From the Super Mario Wiki, the Mario encyclopedia
Jump to navigationJump to search
Sega Logo.svg
Founded June 3, 1960
First Super Mario game Mario & Sonic at the Olympic Games (2007)
Latest Super Mario game Mario & Sonic at the Olympic Games Tokyo 2020 (2019)
Current president Yukio Sugino

Sega Corporation (also referred to and stylized as SEGA) is a Japanese video game developer and publisher, headquartered in Tokyo, Japan. Starting as an arcade-focused company, Sega moved into the game console market in the early 1980s with the SG-1000, later releasing platforms such as the Sega Genesis (known as the Mega Drive in Japan and European regions) and Sega Saturn. After a string of primarily-western commercial failures and profit losses in the later half of the 1990s, Sega quit the home console business in 2001, moving on to become a software developer. Sega is most known for their mascot, Sonic the Hedgehog, who debuted in 1991. The company is currently a subsidiary of Sega Sammy Holdings.


During Sega's time in the console business, during the 8-bit and 16-bit eras, the company usually mocked Nintendo's properties in their games. In addition, marketing from the era usually portrayed Sega's platforms as superior to Nintendo's, even going as far to mention the company by name. An early mockery toward Nintendo can be found in the final game of the Alex Kidd series, Alex Kidd in Shinobi World, where the first boss was originally going to be named Mari-Oh, a parody of Mario. However, it was later changed to Kabuto. In the British Sonic The Comic series from Fleetway, characters known as the "Marxio Bro's" appeared, a trio of electricians who were parodies of both the Mario Bros. and the Marx Brothers.

To counter these mockeries of Mario, Rare had Sonic make a "cameo appearance" in Donkey Kong Country 2: Diddy's Kong Quest. His shoes, as well as a weapon from a fellow platforming mascot rival, Earthworm Jim's blaster, are seen next to a trash can during Cranky Kong's contest labeled "No Hopers".

Move to third party game development[edit]

The production of Sega's last console, the Dreamcast, was discontinued in 2001 as part of a big restructuring strategy and also because of Sega not having enough resources to compete due to multiple system failures (Sega CD, 32X, and Sega Saturn).[1]

ChuChu Rocket! marked the first SEGA-published game on a Nintendo system, specifically the Game Boy Advance. Since then, both Sega and Nintendo have collaborated on several projects. Their first effort resulted in F-Zero GX and AX. The two companies later teamed up to create a crossover game featuring both Mario and Sonic, Mario & Sonic at the Olympic Games, which generated the Mario & Sonic series. Sonic also appeared as a playable character in the Super Smash Bros. series. He appeared with fellow Sega character Bayonetta, who has appeared in Super Smash Bros. for Nintendo 3DS / Wii U and Super Smash Bros. Ultimate. Joker, a character from Sega subsidiary Atlus, is also playable in Super Smash Bros. Ultimate as DLC. Aside from the Mario & Sonic series and the Super Smash Bros. series, Sonic has made cameo appearances in the Mario universe. By using a Sonic amiibo, players can unlock an outfit based on Sonic in Yoshi's Woolly World and Mario Kart 8 (and their respective ports), as well as in Super Mario Maker. Yoshi's Island Zone is a downloadable level in the Wii U version of Sonic Lost World, which features Sonic in Yoshi's Island.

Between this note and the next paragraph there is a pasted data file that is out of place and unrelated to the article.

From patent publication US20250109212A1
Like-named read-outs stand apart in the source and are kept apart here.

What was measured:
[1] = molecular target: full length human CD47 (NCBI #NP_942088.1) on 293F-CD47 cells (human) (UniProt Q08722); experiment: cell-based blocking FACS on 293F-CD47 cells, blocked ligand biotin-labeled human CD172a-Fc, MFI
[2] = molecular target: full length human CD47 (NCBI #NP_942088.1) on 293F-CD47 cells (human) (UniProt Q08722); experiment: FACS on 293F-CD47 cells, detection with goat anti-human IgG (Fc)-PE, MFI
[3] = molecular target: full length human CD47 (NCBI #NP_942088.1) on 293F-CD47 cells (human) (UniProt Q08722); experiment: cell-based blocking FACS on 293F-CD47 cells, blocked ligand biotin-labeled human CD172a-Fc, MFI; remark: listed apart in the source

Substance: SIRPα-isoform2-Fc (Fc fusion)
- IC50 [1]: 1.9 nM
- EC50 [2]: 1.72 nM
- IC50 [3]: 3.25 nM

As a third party developer, Sega currently makes games for a variety of devices, ranging from video game consoles to smartphones.

Mario games developed by Sega[edit]

Mario games published by Sega[edit]

  • Mario & Sonic at the Olympic Games (in North America and Europe only)
  • Mario & Sonic at the Olympic Winter Games (in North America and Europe only)
  • Mario & Sonic at the London 2012 Olympic Games (in North America and Europe only)
  • Luigi's Mansion Arcade
  • Mario & Sonic at the Rio 2016 Olympic Games Arcade Edition
  • Mario & Sonic at the Olympic Games Tokyo 2020
  • Mario & Sonic at the Olympic Games Tokyo 2020 - Arcade Edition


  1. ^ "Sega announces drastic restructuring"
  2. ^ Hilliard, Kyle (December 29, 2016). Meet The Man Who Put Mario And Zelda On The Philips CD-i. Game Informer. Retrieved January 06, 2017.

External Links[edit]